If you do want to unleash the insanity, you'll have to find a racetrack, where it's well capable of a proper white-knuckle ride, of sending the heart rate sky-high with excitement when you take it towards the ragged edge while still being accessible and relatively non-threatening for the non-professional driver. A purist might be able to get slightly more from a McLaren, but we doubt you'll walk away from the R8 feeling short-changed.
How powerful is it?
All R8s come with a naturally aspirated V10 engine, which is a rarity in this turbocharged age, and it’s an absolute peach. The standard car comes with 570 horsepower, which is a huge amount in anyone’s book and up 30 horsepower on the previous version of the R8. The engine will soar to very high revs if you want it to, and make a pretty awesome noise while doing it. If you prefer, you can call on the buckets of grunt down low to make your progress. Either way, it’s bonkers fast, but again, it’s impossible to use more than a fraction of its potential on the road without risking your licence.
Still, if you want even more power – and Audi reckons the majority of customers will – then the Performance cars are tuned to 620 horsepower. That, combined with standard all-wheel drive and a seven-speed automatic gearbox, takes the 0-62mph time from 3.4 seconds in the standard car to 3.1 seconds, which is really, really fast. The delivery is smooth but such is the force that you’ll be squeezed back in your seat in an intoxicating way.
How much will it cost me?
This kind of performance comes at a price, but when you look at the cars the R8 is competing against, it’s actually very reasonable, coming in thousands of pounds cheaper to buy than rivals from McLaren, Aston Martin and Mercedes-AMG. Compare the running costs of an R8 Performance against an Aston DB11 V8 and a McLaren 570S, and the Audi is the best part of £10k cheaper than its rivals, although it’ll drink more fuel than either. That’ll bump up the overall costs, and the resale value might not be quite as high as you’d expect. On paper at least, the R8 is a better financial buy than the McLaren, but the Aston’s superior resale value makes it better still.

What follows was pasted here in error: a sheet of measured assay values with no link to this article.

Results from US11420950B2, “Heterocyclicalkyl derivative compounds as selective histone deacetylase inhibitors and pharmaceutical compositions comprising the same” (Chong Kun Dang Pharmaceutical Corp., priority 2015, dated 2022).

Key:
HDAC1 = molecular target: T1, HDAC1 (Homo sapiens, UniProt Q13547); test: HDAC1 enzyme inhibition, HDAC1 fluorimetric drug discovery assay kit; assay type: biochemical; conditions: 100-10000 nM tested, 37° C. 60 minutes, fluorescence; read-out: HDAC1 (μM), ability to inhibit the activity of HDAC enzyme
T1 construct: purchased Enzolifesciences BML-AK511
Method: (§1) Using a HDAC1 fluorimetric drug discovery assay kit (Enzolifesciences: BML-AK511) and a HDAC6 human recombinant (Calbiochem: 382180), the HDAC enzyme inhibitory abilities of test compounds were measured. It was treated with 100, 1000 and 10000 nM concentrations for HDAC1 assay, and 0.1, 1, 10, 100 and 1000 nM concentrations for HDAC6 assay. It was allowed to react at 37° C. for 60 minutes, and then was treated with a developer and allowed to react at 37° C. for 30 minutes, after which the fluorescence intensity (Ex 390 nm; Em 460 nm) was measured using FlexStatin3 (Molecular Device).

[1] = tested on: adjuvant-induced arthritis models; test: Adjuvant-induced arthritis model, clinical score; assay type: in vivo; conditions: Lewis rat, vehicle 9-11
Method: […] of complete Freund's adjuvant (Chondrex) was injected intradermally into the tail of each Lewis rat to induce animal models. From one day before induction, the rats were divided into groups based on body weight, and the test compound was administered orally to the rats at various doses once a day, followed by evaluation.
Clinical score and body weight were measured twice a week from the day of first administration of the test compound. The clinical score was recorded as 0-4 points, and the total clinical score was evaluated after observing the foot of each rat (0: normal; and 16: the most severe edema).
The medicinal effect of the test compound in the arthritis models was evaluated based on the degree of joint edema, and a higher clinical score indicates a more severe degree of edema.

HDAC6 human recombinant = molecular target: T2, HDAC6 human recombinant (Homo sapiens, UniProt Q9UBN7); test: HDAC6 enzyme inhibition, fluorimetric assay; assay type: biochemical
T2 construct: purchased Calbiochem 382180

How reliable is it?
While Audi is excellent at building a quality interior, it doesn’t have quite such a good reputation for reliability. Warranty Direct ranks the brand below average in its Reliability Index, which looks at out-of-warranty cars from the major manufacturers, and ranks the first-generation Audi R8 as Poor. Data for the more recent generation isn’t available, but JD Power’s 2018 Vehicle Dependability Study, which looks at more modern cars, has Audi third from bottom of all manufacturers, which isn’t very encouraging.
How safe is it?
Being something of a dedicated driver’s car, the R8 isn’t loaded with state-of-the-art safety kit that some other cars in the range are. To be fair though, that’s true of lots of its rivals as well. So while there are driver and passenger airbags, and side and curtain airbags too, there’s no automatic emergency braking, lane keep assist system or anything like that. You do, however, get an Isofix child seat mounting point on the passenger seat. The R8 is sold in relatively small numbers, so is unlikely to be crash tested by safety organisation Euro NCAP.
How much equipment do I get?
The R8 is not a cheap car, and accordingly it comes with plenty of features as standard, including automatic air-conditioning, leather upholstery and a feature-packed infotainment system with sat-nav. Electric heated seats are also included, although these are replaced by sportier bucket seats in the R8 Performance. The higher-spec car also includes extra paint options. Meanwhile the Performance Carbon Black model upgrades are largely restricted to the exterior.
That means that you’ll have to pay extra for the features like magnetic suspension, carbon-ceramic brakes and an upgraded Bang & Olufsen sound system. There’s also a range of extra leathers and fabrics that you can festoon your car with.
You’ll be attracted to the R8 if you want a genuine supercar, with incredible performance potential, that can also be mild-mannered and easy to drive on the road. It’s a mature approach to ludicrous performance, beautifully engineered and expertly executed.